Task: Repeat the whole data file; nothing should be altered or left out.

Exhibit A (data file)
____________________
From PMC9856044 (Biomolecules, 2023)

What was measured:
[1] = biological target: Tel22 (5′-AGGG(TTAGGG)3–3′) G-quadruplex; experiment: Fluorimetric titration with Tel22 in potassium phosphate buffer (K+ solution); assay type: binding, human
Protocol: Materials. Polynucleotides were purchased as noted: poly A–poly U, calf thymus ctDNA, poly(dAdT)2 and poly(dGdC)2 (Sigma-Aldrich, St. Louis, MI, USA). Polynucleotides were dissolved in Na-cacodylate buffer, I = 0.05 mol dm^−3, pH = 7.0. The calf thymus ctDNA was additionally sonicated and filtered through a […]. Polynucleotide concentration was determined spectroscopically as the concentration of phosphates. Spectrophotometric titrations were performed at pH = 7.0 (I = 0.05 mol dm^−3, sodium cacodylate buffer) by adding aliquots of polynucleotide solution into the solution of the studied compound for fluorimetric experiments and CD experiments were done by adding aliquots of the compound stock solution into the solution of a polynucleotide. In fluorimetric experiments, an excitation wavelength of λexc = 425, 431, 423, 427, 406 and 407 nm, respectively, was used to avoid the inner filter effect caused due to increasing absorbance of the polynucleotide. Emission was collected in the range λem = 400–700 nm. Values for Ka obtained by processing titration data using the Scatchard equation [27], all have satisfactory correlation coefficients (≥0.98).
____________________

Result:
From PMC9856044 (Biomolecules, 2023)

What was measured:
[1] = biological target: Tel22 (5′-AGGG(TTAGGG)3–3′) G-quadruplex; experiment: Fluorimetric titration with Tel22 in potassium phosphate buffer (K+ solution); assay type: binding, human
Protocol: Materials. Polynucleotides were purchased as noted: poly A–poly U, calf thymus ctDNA, poly(dAdT)2 and poly(dGdC)2 (Sigma-Aldrich, St. Louis, MI, USA). Polynucleotides were dissolved in Na-cacodylate buffer, I = 0.05 mol dm^−3, pH = 7.0. The calf thymus ctDNA was additionally sonicated and filtered through a […]. Polynucleotide concentration was determined spectroscopically as the concentration of phosphates. Spectrophotometric titrations were performed at pH = 7.0 (I = 0.05 mol dm^−3, sodium cacodylate buffer) by adding aliquots of polynucleotide solution into the solution of the studied compound for fluorimetric experiments and CD experiments were done by adding aliquots of the compound stock solution into the solution of a polynucleotide. In fluorimetric experiments, an excitation wavelength of λexc = 425, 431, 423, 427, 406 and 407 nm, respectively, was used to avoid the inner filter effect caused due to increasing absorbance of the polynucleotide. Emission was collected in the range λem = 400–700 nm. Values for Ka obtained by processing titration data using the Scatchard equation [27], all have satisfactory correlation coefficients (≥0.98).